If you talked to your neighbor about cold brew coffee a few years ago, chances are they wouldn’t have a clue what you were talking about. But in recent years, cold brew coffee has become so popular — especially in the summer — that it’s inescapable. And good thing, too, because we serve some killer cold brew!
Rise in Popularity
It’s not just in warm states like ours where cold brew is popular — it’s everywhere. Oliver Strand of The New York Times traveled to Gregorys Coffee in NYC last year and found that during the summer months 65% of owner Gregory Zamfotis’ coffee sales are iced and cold brew. But with each batch taking 12 hours to make (which is low, ours takes 48hrs), and his shop selling 10,000 servings of cold brew a day, it can be difficult to keep up with popular demand.
“What was once a regional curiosity largely limited to New Orleans and the South is now found throughout the country,” says Strand, crediting the surge of cold brew sales to New Orleans’ Blue Bottle coffee shop, which was one of the first shops to sell cold brew a decade ago.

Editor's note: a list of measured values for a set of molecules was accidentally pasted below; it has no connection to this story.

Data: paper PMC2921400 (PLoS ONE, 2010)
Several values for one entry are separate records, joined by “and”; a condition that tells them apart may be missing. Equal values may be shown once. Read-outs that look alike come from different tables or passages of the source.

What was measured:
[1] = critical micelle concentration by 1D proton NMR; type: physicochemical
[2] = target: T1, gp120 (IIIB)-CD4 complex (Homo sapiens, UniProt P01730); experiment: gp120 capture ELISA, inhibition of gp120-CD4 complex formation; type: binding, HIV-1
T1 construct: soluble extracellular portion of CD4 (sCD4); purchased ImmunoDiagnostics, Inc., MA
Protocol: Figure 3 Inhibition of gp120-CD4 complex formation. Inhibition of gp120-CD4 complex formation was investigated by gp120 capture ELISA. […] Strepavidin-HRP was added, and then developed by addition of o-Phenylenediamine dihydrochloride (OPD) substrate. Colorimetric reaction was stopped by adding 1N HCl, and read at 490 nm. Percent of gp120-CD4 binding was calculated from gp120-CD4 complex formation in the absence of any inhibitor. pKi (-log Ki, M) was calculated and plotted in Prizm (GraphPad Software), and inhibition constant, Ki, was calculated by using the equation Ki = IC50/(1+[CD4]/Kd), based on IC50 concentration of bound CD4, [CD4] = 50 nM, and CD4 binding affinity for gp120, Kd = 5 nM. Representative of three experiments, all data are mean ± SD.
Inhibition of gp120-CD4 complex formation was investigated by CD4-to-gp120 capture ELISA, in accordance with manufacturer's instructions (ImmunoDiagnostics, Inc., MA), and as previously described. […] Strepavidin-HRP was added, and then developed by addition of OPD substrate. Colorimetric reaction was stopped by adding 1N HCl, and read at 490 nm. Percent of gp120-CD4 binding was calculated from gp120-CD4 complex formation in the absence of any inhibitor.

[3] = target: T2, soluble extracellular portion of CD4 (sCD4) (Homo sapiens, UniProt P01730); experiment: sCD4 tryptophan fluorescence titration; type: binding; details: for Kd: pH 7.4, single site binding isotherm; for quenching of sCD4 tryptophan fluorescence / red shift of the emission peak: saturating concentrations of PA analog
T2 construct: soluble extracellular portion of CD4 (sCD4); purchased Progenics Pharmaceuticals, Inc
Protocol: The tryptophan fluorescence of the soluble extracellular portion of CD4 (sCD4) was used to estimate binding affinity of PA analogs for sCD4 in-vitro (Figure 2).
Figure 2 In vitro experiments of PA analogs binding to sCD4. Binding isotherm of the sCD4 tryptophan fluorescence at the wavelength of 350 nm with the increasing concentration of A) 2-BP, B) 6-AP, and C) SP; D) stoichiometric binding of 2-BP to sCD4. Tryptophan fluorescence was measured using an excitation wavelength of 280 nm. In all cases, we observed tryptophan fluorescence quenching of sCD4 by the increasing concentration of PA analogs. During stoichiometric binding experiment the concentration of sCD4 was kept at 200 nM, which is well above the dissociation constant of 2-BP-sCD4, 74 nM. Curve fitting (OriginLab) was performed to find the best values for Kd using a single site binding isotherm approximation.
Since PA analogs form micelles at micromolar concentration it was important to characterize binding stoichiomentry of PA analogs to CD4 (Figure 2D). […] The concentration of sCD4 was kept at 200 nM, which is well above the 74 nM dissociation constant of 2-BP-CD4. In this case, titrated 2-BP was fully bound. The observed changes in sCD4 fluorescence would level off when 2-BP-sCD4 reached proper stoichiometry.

Though its popularity caught on in the western world, cold brew coffee has been a part of Japanese culture since the 1600s. Cold brew coffee — the parent of Kyoto cold brew coffee —was reportedly introduced to Japan by Dutch traders from Indonesia. The Guardian speculates that cold brew coffee was developed as an alternate and efficient way to transport large quantities of coffee without it spoiling.
What Makes it Special?
Cold brew coffee lacks one signature quality that you can find in any typical coffee drink: the acidity. This is better for your overall health, as acid in coffee can be hard on your stomach. But even with the absence of acidity, you’ll still be getting all of the same nutrients and antioxidants you would find in normal coffee, while still tasting the familiar floral and nutty notes. Some say that coffee tastes sweeter without acid.
But some disapprove of cold brew’s lack of acidity, saying that its removal took away a huge part of coffee’s signature taste. Strand says that the best coffees in the world depend on a complex acidity, one that will never be present in cold brew.
But, the key to a quality cold brew is finding a balance, utilizing a unique flavor profile and brew process that can still produce complex flavor without the acid tones. And, if you ever try our cold brew, we think you’ll agree that it’s not lacking anything.